This sermon is part of the sermon series "The Heart". See series.
More than 3,000 years ago, near the city of Shechem, in the land we know today as Israel, an unknown seeker began digging a hole in the crusty soil where he and his family scratched out a living. The back-breaking work became harder still as his pick hit the strata of limestone that sits just below the topsoil in this unforgiving land. The sun was hot. The dry, dusty air burned in his throat and lungs. Nevertheless, the seeker continued working, day after day, digging deeper and deeper, sending bucket after bucket of stone fragments up to the surface. Months later, at a depth of more than 100 feet, the man finally struck what he was after. Up from the cracks in the limestone came bubbling a cold, clear substance. And from the depths of that pit, the seeker cried out toward the heavens a single word of ecstatic praise: "Water!"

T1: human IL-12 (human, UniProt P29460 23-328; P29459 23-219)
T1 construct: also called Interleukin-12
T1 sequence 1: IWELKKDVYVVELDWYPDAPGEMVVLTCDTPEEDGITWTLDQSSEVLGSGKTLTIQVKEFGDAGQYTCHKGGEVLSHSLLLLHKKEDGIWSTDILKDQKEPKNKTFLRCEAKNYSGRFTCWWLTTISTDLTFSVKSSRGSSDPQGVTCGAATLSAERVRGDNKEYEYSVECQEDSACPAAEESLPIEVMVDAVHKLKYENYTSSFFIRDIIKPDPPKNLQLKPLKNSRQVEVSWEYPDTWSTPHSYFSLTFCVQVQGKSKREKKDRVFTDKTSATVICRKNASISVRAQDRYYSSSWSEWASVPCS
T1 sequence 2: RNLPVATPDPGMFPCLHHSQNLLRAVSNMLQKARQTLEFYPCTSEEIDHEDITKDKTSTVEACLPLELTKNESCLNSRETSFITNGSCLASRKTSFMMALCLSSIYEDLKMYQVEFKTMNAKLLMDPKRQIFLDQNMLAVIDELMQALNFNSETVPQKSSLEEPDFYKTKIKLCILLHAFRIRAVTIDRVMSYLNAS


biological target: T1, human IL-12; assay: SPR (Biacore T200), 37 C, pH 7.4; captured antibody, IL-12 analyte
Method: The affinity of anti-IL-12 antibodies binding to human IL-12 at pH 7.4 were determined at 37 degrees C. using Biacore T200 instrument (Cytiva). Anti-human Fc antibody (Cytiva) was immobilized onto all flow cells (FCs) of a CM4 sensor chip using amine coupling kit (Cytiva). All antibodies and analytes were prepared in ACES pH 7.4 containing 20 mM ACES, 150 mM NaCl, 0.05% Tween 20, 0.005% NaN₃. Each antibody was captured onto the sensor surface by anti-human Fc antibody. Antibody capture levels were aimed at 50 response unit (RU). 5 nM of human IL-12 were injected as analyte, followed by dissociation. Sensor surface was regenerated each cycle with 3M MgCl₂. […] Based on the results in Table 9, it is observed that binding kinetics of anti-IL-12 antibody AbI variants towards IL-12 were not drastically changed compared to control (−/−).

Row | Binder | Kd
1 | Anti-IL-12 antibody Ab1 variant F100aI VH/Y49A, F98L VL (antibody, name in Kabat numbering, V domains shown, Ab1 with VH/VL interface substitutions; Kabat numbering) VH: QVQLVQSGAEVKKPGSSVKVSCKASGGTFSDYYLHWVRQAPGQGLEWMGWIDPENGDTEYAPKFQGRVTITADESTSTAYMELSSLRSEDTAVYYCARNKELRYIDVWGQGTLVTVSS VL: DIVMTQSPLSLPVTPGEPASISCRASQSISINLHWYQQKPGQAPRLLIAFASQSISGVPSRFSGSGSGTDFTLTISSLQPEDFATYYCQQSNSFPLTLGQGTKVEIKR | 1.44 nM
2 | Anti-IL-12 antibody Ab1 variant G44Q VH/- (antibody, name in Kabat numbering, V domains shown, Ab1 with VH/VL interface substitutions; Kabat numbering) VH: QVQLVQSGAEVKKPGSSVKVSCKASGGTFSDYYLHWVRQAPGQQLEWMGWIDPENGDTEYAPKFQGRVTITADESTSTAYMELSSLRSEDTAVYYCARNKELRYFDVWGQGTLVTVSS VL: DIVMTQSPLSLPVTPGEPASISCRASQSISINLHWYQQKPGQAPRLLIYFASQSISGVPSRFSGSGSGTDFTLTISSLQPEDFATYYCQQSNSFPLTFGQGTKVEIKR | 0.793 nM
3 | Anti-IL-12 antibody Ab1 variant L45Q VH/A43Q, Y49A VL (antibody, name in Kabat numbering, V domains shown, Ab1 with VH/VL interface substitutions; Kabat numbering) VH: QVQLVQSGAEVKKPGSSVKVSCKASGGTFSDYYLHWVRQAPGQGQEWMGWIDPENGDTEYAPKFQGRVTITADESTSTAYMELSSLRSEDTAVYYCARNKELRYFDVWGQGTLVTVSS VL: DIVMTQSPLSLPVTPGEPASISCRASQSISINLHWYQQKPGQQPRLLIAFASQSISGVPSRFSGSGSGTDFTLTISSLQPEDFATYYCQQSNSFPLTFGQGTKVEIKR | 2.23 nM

The Bible tells us that, in time, this land and its cistern would be bought for "a hundred pieces of silver" by Jacob, the grandson of Abraham and father of Joseph (Genesis 33:18-19). The place would become known as "Jacob's well," and from its depths would rise the grace that sustained generation upon generation of Israelites. In time, however, this region of Canaan, known as Samaria, became shunned by traditional Jews. An offshoot of the Hebrew people established nearby Mount Gerazim as their central place of worship, building on its summit a magnificent temple and declaring it—not Jerusalem—as the one true place where God should be honored. For this reason, among others, a great antagonism grew up between Jews and their cousins, the Samaritans. When travelling between the southern and northern sections of Israel, most Jews and every Jewish holy man by-passed ...
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